Category:
**Math**

Marcus du Sautoy uncovers the patterns that explain the shape of the world around us. Starting at the hexagonal columns of Northern Ireland's Giant's Causeway, he discovers the code underpinning the extraordinary order found in nature - from rock formations to honeycomb and from salt crystals to soap bubbles.

Shapes

Marcus du Sautoy uncovers the patterns that explain the shape of the world around us. Starting at the hexagonal columns of Northern Ireland's Giant's Causeway, he discovers the code underpinning the extraordinary order found in nature - from rock formations to honeycomb and from salt crystals to soap bubbles.

Prediction

Marcus du Sautoy continues his exploration of the hidden numerical code that underpins all nature. This time it's the strange world of what happens next. Professor du Sautoy's odyssey starts with the lunar eclipse - once thought supernatural, now routinely predicted through the power of the code. But more intriguing is what the code can say about our future.

The Secret Life of Chaos

Professor Jim Al-Khalili shows how chaos theory can answer a question that mankind has asked for millennia - how does a universe that starts off as dust end up with intelligent life? It's a mindbending, counterintuitive and for many people a troubling idea.

Prediction by the Numbers

Predictions underlie nearly every aspect of our lives, from sports, politics, and medical decisions to the morning commute. With the explosion of digital technology, the internet, and “big data,” the science of forecasting is flourishing. But why do some predictions succeed spectacularly while others fail abysmally? And how can we find meaningful patterns amidst chaos and uncertainty? From the glitz of casinos and TV game shows to the life-and-death stakes of storm forecasts and the flaws of opinion polls that can swing an election, “Prediction by the Numbers” explores stories of statistics in action. Yet advances in machine learning and big data models that increasingly rule our lives are also posing big, disturbing questions. How much should we trust predictions made by algorithms when we don’t understand how they arrive at them? And how far ahead can we really forecast?

Part 1

Wherever we find patterns and symmetry in nature, we also find that nature conforms to certain rules. Rules that combine elegance with efficiency. Rules that shape trees and river estuaries alike, and that continue to baffle scientists by their often unfathomable ubiquity.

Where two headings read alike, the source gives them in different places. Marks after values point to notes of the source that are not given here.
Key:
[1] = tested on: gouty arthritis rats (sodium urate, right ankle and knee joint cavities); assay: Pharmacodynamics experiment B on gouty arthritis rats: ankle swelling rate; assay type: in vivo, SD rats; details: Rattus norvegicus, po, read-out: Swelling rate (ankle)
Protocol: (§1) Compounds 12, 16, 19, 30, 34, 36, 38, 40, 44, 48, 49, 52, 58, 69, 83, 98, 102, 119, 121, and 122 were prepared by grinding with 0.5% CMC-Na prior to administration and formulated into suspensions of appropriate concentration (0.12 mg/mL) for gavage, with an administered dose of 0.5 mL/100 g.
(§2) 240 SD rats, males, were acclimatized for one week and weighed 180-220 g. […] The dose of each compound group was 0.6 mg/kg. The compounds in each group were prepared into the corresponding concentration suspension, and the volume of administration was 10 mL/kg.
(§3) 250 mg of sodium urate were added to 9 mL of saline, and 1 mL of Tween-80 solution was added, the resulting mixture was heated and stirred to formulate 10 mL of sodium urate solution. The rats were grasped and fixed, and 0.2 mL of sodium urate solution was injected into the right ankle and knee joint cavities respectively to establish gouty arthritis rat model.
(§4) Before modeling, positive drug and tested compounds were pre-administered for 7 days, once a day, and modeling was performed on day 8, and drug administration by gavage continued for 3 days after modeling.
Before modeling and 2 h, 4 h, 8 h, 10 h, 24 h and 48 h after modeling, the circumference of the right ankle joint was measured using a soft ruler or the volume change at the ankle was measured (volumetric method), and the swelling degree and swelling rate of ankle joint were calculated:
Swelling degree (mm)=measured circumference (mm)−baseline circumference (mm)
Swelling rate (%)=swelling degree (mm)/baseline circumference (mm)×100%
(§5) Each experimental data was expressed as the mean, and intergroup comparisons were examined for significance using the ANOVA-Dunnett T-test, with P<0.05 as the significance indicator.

**1/2** •
Nature's Mathematics •
2017 •
Math

Weirder and Weirder

Hannah explores a paradox at the heart of modern maths, discovered by Bertrand Russell, which undermines the very foundations of logic that all of maths is built on. These flaws suggest that maths isn't a true part of the universe but might just be a human language - fallible and imprecise. However, Hannah argues that Einstein's theoretical equations, such as E=mc2 and his theory of general relativity, are so good at predicting the universe that they must be reflecting some basic structure in it. This idea is supported by Kurt Godel, who proved that there are parts of maths that we have to take on faith. Hannah then explores what maths can reveal about the fundamental building blocks of the universe - the subatomic, quantum world. The maths tells us that particles can exist in two states at once, and yet quantum physics is at the core of photosynthesis and therefore fundamental to most of life on earth - more evidence of discovering mathematical rules in nature. But if we accept that maths is part of the structure of the universe, there are two main problems: firstly, the two main theories that predict and describe the universe - quantum physics and general relativity - are actually incompatible; and secondly, most of the maths behind them suggests the likelihood of something even stranger - multiple universes. We may just have to accept that the world really is weirder than we thought, and Hannah concludes that while we have invented the language of maths, the structure behind it all is something we discover. And beyond that, it is the debate about the origins of maths that has had the most profound consequences: it has truly transformed the human experience, giving us powerful new number systems and an understanding that now underpins the modern world.

**3/3** •
Magic Numbers: Hannah Fry's Mysterious World of Maths •
2018 •
Math

Part 2

Mathematical formulas can be found in the arrangement of seeds on a sunflower, the structure of the spirals in the shells of certain marine animals, and the distribution of leaves around a plant stem. These formulas recur in nature from snowflakes to the stripes on a zebra.

Nature's Mathematics • 2017 • Math

What's an algorithm?

An algorithm is a method of solving problems both big and small. Though computers run algorithms constantly, humans can also solve problems with algorithms. David J. Malan explains how algorithms can be used in seemingly simple situations and also complex ones.